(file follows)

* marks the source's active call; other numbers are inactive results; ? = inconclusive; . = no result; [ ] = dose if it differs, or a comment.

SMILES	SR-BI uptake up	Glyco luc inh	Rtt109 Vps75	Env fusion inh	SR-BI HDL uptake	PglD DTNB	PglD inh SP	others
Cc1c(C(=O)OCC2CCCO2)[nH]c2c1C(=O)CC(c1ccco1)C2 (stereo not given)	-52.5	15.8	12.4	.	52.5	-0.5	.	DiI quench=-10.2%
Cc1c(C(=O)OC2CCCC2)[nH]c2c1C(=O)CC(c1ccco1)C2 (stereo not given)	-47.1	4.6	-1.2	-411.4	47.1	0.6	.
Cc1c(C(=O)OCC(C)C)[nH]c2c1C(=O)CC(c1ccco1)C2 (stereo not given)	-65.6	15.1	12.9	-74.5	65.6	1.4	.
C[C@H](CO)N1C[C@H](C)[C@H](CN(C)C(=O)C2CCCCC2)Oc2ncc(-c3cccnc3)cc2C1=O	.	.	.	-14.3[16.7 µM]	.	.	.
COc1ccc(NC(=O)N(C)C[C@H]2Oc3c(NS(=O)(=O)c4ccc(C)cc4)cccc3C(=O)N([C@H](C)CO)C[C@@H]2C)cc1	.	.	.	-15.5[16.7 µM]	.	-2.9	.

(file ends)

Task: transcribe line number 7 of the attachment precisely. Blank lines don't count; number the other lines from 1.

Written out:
COc1ccc(NC(=O)N(C)C[C@H]2Oc3c(NS(=O)(=O)c4ccc(C)cc4)cccc3C(=O)N([C@H](C)CO)C[C@@H]2C)cc1	.	.	.	-15.5[16.7 µM]	.	-2.9	.